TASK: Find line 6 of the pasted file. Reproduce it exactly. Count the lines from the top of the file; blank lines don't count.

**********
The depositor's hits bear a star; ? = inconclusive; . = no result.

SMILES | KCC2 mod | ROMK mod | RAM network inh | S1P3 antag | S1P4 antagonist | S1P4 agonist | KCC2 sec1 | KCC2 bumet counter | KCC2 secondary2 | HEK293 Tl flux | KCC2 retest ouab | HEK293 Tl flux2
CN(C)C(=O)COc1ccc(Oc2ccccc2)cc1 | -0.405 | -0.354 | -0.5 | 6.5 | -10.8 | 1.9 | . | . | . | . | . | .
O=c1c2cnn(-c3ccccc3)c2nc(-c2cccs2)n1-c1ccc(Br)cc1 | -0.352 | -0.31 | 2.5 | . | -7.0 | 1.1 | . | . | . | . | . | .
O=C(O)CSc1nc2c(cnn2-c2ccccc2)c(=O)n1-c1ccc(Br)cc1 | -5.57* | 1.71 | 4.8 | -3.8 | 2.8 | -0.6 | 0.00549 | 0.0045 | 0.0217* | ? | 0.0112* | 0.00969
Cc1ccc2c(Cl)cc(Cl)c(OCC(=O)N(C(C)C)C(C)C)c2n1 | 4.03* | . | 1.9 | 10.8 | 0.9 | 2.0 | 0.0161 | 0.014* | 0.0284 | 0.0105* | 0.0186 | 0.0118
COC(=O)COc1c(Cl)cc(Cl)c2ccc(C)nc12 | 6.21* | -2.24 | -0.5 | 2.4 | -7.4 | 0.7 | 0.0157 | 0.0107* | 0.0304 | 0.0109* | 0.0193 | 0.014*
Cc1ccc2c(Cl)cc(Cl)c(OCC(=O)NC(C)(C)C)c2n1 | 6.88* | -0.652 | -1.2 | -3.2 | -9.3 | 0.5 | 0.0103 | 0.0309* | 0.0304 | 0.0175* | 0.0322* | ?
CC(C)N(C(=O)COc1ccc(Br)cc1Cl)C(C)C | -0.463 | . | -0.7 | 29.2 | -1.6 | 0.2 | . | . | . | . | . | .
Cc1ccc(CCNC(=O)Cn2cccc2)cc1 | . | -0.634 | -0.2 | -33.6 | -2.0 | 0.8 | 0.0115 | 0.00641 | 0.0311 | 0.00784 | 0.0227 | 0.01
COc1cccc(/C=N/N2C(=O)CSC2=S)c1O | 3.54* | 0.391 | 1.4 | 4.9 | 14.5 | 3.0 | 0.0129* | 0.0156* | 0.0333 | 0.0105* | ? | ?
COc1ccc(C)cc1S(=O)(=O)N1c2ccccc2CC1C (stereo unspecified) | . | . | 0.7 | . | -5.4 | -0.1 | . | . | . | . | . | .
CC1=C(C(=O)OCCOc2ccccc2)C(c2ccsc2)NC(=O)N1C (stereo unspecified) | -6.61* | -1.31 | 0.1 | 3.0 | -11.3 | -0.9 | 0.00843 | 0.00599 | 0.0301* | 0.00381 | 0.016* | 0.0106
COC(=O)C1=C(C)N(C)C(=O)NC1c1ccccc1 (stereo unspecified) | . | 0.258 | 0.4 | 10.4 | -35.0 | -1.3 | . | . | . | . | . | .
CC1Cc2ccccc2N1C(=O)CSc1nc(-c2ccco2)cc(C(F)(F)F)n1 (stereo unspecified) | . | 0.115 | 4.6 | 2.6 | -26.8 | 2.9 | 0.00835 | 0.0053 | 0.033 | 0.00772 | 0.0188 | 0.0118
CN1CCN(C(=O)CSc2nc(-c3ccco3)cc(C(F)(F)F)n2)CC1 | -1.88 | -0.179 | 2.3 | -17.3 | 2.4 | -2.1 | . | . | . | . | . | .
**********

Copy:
Cc1ccc2c(Cl)cc(Cl)c(OCC(=O)N(C(C)C)C(C)C)c2n1 | 4.03* | . | 1.9 | 10.8 | 0.9 | 2.0 | 0.0161 | 0.014* | 0.0284 | 0.0105* | 0.0186 | 0.0118